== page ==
Meet Chef Edward Lee. If you’re a television watcher, you may know him from Iron Chef or Top Chef. If you’re southern, you might have visited his James Beard Foundation three-time finalist-ed restaurant, 610 Magnolia, in downtown Louisville, Kentucky; if you’re a theater addict headed to the legendary Humana Festival of New Plays, perhaps you’ve imbibed at his smaller venue, MilkWood, installed in the Actors Theatre of Louisville.

Brooklyn-raised Lee grew up surrounded by multiple cultures – “The great thing about Americans is not the identity we’re born with but our reinvention of it.” His beloved grandmother who cooked daily at home “refused to make ‘American food.’” If he wanted a PB&J sandwich, he had to make it himself. Her ability to recreate “all the Korean dishes she had learned before she immigrated to America … [as] a Korean widow yearning for a homeland that had been destroyed before her eyes,” would become the foundation for Lee’s eclectic palate: his worldly culinary training led him right back to the memories of his grandmother’s meals and inspired Lee to create his unique brand of award-winning Asian-enhanced southern cooking.

Moving to Louisville in 2003, Lee “reinvent[ed his] identity, both culinary and personal, through the lens of tobacco and bourbon and sorghum and horse racing and country ham … Over time, Louisville, and by extension, the American South, embraced me as an adopted son … What I didn’t expect was how I would come full circle and rediscover myself as a child of Korean immigrants.”

Blended with family memoir (his own and his German Catholic Midwestern wife’s – his mother-in-law apparently makes killer sauerkraut which she hides in a secret cupboard!), tidbits and anecdotes from the kitchen and beyond, friendly neighborhood gossip, and, of course, the outrageous recipes, Smoke & Pickles is a cookbook to read cover-to-cover, word-for-word. The immense (shocking) variety of dishes (Grilled Lam Heart Kalbi in Lettuce Wraps, Beef Bone Soup with Kabocha Dumplings, Curry Pork Pies, Bourbon-Ginger-Glazed Carrots, Rhubarb-Mint Tea with Moonshine) are really just a delicious bonus to an already savory, delectable read.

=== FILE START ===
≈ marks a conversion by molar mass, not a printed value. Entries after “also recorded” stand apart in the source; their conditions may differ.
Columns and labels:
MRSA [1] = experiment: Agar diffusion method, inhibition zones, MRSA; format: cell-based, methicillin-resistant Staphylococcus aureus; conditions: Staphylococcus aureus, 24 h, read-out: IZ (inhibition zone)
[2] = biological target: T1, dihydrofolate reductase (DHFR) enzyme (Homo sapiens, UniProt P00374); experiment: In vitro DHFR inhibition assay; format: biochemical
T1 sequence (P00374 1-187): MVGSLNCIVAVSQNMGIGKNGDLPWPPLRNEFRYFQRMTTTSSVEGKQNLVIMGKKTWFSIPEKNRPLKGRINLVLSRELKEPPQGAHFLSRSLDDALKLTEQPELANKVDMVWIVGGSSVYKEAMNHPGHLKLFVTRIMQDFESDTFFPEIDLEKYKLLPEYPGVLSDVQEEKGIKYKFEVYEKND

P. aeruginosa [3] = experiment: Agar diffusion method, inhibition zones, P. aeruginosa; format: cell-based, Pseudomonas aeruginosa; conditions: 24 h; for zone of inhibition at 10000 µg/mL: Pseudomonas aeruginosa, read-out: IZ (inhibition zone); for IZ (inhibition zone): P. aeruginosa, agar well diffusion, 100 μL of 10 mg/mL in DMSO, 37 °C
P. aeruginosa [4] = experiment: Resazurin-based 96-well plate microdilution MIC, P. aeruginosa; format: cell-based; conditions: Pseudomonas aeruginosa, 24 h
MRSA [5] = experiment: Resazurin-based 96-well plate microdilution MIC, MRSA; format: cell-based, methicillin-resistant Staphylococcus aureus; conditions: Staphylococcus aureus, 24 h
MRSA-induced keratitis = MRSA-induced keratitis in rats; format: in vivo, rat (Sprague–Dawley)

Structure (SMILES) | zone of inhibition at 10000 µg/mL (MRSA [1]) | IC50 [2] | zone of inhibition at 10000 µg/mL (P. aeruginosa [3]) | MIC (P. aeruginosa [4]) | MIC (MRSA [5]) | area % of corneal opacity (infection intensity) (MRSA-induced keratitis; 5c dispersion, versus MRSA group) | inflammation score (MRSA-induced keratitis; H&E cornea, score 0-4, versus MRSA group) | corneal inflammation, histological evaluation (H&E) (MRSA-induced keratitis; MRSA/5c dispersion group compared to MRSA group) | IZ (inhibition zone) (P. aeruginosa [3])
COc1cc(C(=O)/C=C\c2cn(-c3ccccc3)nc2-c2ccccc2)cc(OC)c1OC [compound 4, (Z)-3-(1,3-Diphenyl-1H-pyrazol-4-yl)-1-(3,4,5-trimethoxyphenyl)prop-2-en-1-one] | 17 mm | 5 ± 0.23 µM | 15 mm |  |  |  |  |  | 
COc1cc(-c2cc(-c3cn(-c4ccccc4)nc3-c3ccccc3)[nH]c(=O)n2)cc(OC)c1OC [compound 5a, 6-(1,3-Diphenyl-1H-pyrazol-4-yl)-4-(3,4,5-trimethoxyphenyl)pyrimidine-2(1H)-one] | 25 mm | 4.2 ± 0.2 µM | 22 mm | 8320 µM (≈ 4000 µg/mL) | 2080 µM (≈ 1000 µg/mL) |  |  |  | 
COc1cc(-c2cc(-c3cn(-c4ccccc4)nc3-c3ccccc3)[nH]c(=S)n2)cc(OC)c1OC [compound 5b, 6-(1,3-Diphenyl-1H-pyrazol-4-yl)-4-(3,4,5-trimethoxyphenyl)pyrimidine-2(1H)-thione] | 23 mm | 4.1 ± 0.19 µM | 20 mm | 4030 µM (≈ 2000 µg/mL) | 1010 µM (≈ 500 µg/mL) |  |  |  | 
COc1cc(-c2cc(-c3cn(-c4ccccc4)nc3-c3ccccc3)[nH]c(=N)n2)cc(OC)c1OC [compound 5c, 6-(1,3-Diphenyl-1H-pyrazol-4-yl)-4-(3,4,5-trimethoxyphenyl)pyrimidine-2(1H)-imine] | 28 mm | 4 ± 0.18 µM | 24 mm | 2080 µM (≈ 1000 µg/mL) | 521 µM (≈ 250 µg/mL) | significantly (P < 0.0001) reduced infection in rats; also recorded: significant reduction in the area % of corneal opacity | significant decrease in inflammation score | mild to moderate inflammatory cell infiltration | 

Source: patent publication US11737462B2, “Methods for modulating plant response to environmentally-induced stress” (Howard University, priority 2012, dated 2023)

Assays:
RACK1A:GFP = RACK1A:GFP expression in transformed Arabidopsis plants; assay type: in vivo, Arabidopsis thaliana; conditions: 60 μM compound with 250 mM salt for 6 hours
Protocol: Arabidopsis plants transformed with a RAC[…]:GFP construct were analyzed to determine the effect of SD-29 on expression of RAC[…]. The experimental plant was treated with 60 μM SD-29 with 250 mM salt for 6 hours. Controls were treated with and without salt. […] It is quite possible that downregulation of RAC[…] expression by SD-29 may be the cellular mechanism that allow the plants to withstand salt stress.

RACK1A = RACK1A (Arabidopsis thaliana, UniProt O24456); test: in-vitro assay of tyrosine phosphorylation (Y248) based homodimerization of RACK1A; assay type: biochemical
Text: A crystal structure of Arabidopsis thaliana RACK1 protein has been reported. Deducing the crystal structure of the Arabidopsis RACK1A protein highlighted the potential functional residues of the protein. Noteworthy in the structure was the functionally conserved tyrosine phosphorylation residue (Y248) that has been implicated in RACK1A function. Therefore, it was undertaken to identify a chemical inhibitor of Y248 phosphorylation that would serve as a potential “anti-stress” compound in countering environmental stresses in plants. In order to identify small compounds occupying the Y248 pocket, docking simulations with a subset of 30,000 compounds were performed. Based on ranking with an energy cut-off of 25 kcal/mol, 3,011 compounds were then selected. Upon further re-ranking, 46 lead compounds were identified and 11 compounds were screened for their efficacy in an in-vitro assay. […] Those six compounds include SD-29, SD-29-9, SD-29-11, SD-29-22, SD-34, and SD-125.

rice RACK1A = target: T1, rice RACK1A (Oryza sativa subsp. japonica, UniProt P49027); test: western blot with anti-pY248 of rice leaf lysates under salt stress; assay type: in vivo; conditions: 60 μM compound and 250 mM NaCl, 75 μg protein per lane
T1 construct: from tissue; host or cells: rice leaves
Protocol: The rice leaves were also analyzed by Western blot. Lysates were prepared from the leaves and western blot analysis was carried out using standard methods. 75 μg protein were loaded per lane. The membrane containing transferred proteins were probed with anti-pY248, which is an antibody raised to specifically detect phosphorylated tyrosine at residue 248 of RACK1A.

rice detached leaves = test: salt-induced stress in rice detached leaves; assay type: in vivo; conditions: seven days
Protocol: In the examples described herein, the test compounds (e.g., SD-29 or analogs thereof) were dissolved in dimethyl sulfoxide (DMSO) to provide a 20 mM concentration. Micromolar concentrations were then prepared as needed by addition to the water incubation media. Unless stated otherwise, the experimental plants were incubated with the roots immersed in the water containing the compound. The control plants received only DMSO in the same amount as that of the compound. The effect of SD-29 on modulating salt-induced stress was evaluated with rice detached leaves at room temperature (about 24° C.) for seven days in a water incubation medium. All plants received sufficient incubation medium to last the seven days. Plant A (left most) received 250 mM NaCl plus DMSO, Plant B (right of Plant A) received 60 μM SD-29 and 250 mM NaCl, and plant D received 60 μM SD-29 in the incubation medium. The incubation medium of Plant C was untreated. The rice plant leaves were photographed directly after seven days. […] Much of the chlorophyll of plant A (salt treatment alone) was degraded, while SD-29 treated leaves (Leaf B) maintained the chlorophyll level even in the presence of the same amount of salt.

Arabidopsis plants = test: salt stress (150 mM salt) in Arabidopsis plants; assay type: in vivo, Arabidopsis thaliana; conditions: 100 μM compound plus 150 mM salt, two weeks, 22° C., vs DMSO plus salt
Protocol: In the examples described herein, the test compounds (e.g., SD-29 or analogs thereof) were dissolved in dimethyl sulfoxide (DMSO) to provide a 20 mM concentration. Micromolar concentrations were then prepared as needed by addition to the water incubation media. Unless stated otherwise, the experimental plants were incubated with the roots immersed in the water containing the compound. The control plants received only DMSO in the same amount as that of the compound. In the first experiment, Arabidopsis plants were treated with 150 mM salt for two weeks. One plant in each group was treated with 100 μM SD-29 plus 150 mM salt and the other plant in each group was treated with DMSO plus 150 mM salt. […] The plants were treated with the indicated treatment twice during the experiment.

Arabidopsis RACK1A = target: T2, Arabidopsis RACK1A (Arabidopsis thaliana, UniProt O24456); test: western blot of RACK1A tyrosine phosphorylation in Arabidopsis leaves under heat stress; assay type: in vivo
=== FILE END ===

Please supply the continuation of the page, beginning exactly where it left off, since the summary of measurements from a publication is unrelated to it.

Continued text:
One cautionary reminder: just in case you’re ever tempted, don’t ever use the word ‘fusion’ around Chef Lee! “I can’t stand the word … not only because it is dated, but also because it implies a kind of culinary racism, suggesting that foods from Eastern cultures are so radically different that they need to be artificially introduced or ‘fused’ with Western cuisines to give them legitimacy.” I’m just agreeing: ‘everything tastes better with kimchi’!

Readers: Adult

Published: 2013

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Filed under ..Adult Readers, .Memoir, .Nonfiction, Korean American

On Such a Full Sea by Chang-rae Lee

On Such a Full Sea*STARRED REVIEW
Once revealed in context, this book’s title alone is an astonishing feat of encapsulated genius from the inimitable Chang-rae Lee. Control, individuality, nature, perfection, reality, society – all that and more fill this dystopic treatise about a not-so-futuristic, ruined America.

At the beginning, 16-year-old Fan simply walks out of her contained labor colony in search of her vanished lover; her epic quest takes her through the renegade “counties” and into a privileged “Charter” community and beyond. “New Chinese” descendants trade gated protection by providing halcyon Charter cities with their necessities; beyond the walls is a lawless free-for-all. Lee’s use of a never-named “we” as narrator proves to be a brilliant maneuver that allows him to be both observant bystander and discretionary judge and, at times, even admittedly unreliable.